Suicide is the 10th most common cause of death among Canadians, and a recent survey revealed that of the 1,319 teens polled, 22 percent had seriously considered taking their life sometime in the past 12 months. Contrary to what many people think, the majority of people with a mental illness do not die by suicide — yet of those who do die from the act, 90 percent have a diagnosable mental illness. Regardless of age, sex, or mental stability, if you or someone you know is having suicidal thoughts, make sure you know the key warning signs so the person in question (even yourself) can get help. 

There’s Already An Existing Substance Abuse Issue

Suicide is the leading cause of death among those with a substance abuse disorder. Alcohol is present in approximately 30-40 percent of all suicides and attempts, and drugs, 41 percent. One of the explanations as to why there’s such a strong tie between the two is that those with a substance abuse problem are usually severely depressed — one of the main triggers of suicide. In this case, before getting help for suicide, the person needs to get help for their substance abuse problem in order to avoid a vicious cycle. Aside from addiction, other risk factors include: 

●     History of previous suicide attempts

●     Easy access to lethal methods

●     Family history of suicide

●     History of depression or other mental illness

●     History of alcohol or drug abuse

●     Stressful life event or loss 

●     History of violence

Key Warning Signs

Note that not everyone exhibits each of these signs, but they are all good indicators that someone is having suicidal thoughts. 

●     Increasing the use of alcohol or drugs.

●     Showing rage or talking about seeking revenge

●     Displaying extreme mood swings

●     Talking about feeling hopeless or having no purpose

●     Talking about feeling trapped or being in unbearable pain

●     Talking about being a burden to others

●     Talking about wanting to die or to kill oneself

●     Looking for a way to kill oneself

●     Acting anxious, agitated, or reckless

●     Sleeping too little or too much

●     Withdrawing or feeling isolated

●     Talking about feeling hopeless or having no purpose

●     Talking about feeling trapped or being in unbearable pain

●     Talking about being a burden to others.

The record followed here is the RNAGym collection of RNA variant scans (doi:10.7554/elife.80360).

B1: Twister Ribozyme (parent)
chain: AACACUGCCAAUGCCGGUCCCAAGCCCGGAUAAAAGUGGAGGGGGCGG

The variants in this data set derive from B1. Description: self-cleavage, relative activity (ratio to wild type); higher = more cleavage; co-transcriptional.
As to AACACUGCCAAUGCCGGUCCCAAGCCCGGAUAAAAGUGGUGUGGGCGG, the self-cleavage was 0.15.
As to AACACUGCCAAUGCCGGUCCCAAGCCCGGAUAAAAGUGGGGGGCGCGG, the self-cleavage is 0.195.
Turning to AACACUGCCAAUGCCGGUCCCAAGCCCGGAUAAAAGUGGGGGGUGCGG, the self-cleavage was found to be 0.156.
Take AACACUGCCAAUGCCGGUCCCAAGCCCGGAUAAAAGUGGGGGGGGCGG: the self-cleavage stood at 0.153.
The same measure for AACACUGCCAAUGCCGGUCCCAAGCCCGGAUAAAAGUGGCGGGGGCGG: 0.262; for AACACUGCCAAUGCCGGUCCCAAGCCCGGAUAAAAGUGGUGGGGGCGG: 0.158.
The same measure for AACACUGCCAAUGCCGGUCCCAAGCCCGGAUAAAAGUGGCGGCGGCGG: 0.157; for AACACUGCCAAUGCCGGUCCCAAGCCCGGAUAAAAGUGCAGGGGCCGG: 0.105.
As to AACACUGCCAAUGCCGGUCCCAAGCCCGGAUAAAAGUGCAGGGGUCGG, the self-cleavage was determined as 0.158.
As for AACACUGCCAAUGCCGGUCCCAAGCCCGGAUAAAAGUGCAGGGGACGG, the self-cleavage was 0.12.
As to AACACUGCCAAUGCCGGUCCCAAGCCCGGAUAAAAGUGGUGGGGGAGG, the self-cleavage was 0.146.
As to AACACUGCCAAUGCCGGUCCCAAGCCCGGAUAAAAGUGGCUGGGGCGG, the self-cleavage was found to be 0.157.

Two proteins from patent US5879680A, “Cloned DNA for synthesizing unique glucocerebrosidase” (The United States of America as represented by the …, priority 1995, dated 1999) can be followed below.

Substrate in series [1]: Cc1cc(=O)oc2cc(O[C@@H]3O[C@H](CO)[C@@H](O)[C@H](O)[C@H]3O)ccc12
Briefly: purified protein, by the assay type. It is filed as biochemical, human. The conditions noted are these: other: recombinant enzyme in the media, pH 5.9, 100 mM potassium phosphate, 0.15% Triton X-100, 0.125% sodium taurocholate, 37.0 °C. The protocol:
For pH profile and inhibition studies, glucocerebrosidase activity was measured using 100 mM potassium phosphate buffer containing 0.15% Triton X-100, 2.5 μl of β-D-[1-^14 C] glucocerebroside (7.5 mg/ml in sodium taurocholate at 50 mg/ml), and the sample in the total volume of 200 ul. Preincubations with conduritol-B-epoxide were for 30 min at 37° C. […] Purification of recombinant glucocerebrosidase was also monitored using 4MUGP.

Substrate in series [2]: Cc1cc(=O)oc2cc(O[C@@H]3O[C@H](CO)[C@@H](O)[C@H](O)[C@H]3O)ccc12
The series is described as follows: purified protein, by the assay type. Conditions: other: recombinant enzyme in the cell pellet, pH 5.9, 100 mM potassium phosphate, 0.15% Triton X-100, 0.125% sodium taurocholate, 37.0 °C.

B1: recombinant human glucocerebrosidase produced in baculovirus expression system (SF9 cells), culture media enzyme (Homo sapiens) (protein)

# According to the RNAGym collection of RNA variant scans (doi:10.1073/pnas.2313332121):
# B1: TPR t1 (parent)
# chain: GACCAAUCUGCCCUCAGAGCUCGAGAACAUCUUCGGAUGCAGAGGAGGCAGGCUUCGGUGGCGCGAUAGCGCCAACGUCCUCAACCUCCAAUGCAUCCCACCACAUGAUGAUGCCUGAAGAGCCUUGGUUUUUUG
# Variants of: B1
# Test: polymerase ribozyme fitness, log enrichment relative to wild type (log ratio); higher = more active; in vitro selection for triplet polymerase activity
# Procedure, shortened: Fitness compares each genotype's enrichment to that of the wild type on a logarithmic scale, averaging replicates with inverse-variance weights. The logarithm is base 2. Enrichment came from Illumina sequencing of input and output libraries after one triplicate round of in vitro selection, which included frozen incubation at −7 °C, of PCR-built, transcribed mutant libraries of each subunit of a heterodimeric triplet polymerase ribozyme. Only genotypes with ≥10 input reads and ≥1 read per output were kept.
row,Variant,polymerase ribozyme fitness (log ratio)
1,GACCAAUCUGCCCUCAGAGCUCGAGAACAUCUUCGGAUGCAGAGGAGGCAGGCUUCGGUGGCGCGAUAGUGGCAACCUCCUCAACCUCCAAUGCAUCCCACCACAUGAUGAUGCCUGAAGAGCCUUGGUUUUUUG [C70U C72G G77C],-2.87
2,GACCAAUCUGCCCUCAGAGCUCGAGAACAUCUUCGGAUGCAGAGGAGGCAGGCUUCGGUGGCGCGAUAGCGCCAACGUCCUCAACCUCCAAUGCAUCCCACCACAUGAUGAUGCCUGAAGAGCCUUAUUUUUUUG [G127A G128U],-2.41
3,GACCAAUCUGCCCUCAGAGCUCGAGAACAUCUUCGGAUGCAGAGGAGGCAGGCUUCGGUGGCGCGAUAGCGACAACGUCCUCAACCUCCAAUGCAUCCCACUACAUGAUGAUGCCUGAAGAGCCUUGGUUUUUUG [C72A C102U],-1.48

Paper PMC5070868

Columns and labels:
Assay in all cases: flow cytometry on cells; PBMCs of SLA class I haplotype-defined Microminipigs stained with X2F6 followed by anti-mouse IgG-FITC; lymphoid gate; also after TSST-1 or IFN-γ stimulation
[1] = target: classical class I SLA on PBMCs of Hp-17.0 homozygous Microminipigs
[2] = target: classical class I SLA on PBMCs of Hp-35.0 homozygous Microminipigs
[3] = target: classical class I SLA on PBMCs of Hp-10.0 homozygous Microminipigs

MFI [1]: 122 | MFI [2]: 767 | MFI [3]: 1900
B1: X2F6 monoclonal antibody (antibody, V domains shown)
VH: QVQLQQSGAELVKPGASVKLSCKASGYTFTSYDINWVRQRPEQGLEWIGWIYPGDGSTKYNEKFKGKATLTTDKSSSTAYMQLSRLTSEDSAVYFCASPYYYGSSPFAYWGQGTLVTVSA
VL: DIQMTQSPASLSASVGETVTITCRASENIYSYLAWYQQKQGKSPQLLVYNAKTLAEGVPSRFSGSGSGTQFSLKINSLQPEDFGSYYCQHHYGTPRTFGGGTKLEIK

Signs That You Need To Call 911 Or A Local Suicide Emergency Service

There are more direct signs that someone isn’t just having suicidal thoughts; they may be ready to commit the act. Don’t wait to seek help for an individual who exhibits any of the following: 

 

●     You detect that someone is heavily researching/plotting ways to execute a suicide — maybe even purchasing a weapon or some other means of hurting him/herself. 

●     Someone is threatening to hurt or kill themselves.

●     You notice out of character behavior like posting about death and suicide on social media. 

 

Realize Suicide Can Be Prevented

Many people are uncomfortable with suicide, which is one of the reasons why there’s little discussion about it. Lack of conversation only hinders prevention. Researchers have shown that there are some key factors that can help prevent suicide: 

●     Problem solving skills, conflict resolution, and other nonviolent ways of handling disputes

●     Clinical care for mental, physical and substance abuse disorders

●     Family and community support 

●     Cultural or religious beliefs that discourage suicide and support seeking help

While everyone gets depressed or has a bad day or week, the signs of suicide are more severe and should not be ignored. If you’re confronting someone, be prepared that he/she may not be ready to accept getting help right away. On the flip side, if you’re the one considering taking your life, don’t try to sweep these thoughts under the carpet -- seek help immediately.  

Article written by: Melissa Howard who is on a mission to prevent suicide through her website and insight on www.stopsuicide.info.

Photo Credit: Pixabay